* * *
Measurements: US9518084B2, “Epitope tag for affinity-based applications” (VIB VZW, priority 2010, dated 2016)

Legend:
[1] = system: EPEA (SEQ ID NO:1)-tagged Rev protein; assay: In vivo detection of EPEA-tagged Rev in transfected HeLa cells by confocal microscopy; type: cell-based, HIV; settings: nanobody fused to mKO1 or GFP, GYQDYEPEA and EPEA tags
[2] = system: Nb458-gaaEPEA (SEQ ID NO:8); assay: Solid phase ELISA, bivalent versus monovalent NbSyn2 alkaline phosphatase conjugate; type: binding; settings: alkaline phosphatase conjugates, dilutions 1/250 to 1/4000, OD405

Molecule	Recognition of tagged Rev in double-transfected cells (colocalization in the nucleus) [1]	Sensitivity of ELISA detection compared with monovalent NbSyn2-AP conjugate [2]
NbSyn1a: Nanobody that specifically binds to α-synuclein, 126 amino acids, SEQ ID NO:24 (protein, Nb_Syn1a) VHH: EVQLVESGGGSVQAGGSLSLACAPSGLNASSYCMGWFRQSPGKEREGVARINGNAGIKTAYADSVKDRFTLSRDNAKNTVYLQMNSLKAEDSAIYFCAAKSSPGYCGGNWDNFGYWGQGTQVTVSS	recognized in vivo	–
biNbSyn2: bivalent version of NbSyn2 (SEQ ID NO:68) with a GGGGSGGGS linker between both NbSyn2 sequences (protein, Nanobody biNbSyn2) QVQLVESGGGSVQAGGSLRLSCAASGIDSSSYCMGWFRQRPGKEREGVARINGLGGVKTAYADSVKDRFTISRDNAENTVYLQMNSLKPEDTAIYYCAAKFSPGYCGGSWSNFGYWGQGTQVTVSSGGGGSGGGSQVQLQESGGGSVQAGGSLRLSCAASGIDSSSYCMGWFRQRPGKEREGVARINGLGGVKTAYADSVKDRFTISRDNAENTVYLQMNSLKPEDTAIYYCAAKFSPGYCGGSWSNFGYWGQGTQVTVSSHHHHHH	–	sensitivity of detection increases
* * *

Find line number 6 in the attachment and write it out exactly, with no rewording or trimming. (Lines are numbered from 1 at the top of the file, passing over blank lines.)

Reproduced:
NbSyn1a: Nanobody that specifically binds to α-synuclein, 126 amino acids, SEQ ID NO:24 (protein, Nb_Syn1a) VHH: EVQLVESGGGSVQAGGSLSLACAPSGLNASSYCMGWFRQSPGKEREGVARINGNAGIKTAYADSVKDRFTLSRDNAKNTVYLQMNSLKAEDSAIYFCAAKSSPGYCGGNWDNFGYWGQGTQVTVSS	recognized in vivo	–